1. Can you say how strong the empirical evidence is for rapid warming to start in the near future? As a non-scientist climate change communicator I'd like to let people know what the balance of evidence is without being too alarmist.

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  2. Individuals will make their own decision as to whether they find this information alarming or not. The consequences of a shutdown of the wind-driven ocean circulation could be very profound. As for previous behavior of the Interdecadal Pacific Oscillation, given that many readers will not be familiar with this index - I'm writing a follow-up to this post.   

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  3. Thank you Rob.

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  4. Figure 3 is very interesting and exactly what you would expect from an increase in ocean circulation.

    It has a major bearing on a problem I'm wrestling with at the moment: Can OHC be used as a diagnosting of a change in forcing - specifically does the continued OHC accumulation over the last decade actually mean that there has been no significant change in forcing?

    My intuitition says (and I'm working on checking it), that a flattening in forcing would lead to the following effects:

    1. A flattening of surface temperature trends.
    2. A slowing of heat accumulation in the shallow layers.
    3. Ongoing heat accumulation in the deep layers.

    Note that this is similar, but not identical to the fingerprint of a hiatus decade. The only difference is that in a hiatus decade the rate of warming of the deep oceans increases.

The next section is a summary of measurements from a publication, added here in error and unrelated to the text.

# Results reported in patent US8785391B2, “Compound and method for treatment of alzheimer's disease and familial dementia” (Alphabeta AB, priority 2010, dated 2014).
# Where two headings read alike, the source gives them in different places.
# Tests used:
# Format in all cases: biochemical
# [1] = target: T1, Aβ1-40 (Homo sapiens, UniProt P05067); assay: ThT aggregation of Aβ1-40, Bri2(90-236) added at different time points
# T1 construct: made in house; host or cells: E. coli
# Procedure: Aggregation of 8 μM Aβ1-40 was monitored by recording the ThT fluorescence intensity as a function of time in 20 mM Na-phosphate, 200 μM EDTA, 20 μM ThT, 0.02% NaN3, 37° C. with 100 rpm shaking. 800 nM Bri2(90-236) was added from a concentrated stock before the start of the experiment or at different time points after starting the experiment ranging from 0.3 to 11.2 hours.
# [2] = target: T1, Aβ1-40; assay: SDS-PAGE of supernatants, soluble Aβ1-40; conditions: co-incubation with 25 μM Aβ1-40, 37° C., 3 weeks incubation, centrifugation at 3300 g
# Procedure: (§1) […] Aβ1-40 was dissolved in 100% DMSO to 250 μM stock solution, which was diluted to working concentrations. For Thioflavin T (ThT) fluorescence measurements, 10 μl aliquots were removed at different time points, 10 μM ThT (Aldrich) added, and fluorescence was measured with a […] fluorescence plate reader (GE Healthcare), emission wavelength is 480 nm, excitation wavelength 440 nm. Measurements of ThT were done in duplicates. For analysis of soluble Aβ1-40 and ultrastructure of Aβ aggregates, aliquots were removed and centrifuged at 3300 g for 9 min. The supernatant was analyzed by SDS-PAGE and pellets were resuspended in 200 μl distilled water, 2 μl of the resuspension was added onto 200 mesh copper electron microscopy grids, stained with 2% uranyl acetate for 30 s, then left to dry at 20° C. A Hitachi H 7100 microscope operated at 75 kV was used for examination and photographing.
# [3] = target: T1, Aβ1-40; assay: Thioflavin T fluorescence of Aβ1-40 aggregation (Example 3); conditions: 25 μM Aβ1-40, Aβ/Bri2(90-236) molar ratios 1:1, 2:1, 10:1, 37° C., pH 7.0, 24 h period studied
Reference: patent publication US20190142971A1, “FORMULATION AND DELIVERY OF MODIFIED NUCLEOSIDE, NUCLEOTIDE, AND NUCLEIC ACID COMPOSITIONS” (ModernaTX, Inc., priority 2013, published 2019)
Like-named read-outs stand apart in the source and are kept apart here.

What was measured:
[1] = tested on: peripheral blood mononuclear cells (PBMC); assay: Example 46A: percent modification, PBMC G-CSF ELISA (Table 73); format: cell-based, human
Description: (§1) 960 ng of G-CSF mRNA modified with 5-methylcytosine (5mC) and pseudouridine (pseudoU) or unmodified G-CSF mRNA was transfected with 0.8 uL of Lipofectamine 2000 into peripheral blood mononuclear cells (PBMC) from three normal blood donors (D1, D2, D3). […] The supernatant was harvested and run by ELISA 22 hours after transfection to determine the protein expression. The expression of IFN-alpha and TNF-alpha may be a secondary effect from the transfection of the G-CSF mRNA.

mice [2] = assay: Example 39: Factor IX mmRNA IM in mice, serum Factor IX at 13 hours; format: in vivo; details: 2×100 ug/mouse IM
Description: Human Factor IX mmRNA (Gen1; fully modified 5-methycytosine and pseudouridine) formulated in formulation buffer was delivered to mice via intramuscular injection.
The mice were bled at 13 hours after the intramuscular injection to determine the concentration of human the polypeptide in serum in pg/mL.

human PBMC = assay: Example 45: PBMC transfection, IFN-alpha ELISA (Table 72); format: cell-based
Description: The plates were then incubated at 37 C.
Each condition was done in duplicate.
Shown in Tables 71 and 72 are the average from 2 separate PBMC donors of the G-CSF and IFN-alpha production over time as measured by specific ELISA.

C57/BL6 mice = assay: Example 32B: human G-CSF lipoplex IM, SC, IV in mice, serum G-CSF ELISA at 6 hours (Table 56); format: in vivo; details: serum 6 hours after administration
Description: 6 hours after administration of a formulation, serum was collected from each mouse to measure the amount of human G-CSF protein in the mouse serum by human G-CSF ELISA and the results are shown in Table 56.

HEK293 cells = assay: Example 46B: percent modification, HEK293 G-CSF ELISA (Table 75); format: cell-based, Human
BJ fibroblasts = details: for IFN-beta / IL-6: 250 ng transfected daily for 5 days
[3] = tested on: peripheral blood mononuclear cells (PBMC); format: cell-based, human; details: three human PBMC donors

If I am correct, then the continuing increase in OHC is not sufficient evidence to conclude that global warming is continuing unabated, because the oceans would continue to play catchup to the new level of forcing whether or not the forcing had flattened - you can't tell a flattening in the forcing from an increase in circulation (at least at first). However an increased rate of deep ocean heat accumulation does provide a fingerprint which distinguishes between the two.

    The next question would be how long does it take to distinguish between them?

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  5. Kevin - intensification of the wind-driven ocean circulation speeds up the rate of Ekman pumping in the centre of the ocean gyres. In effect, more warm water is taken from the surface layers in the subtropics and transported to deeper ocean layers. The vertical column of water in the centre of the gyres, where downwelling occurs (known as Taylor columns), become more rigid as the ocean gyres spin up. These columns lengthen as a result of the spin-up, so warmer water is displaced vertically in the ocean. One of the consequences of this enhanced ocean circulation is stronger upwelling (Ekman suction) in the equatorial regions (stronger easterly trade winds), and a stronger poleward transport of warm surface water away from the equator (in the western boundary currents), combined with a stronger equatorward transport of cold polar surface water in the Eastern Boundary Currents.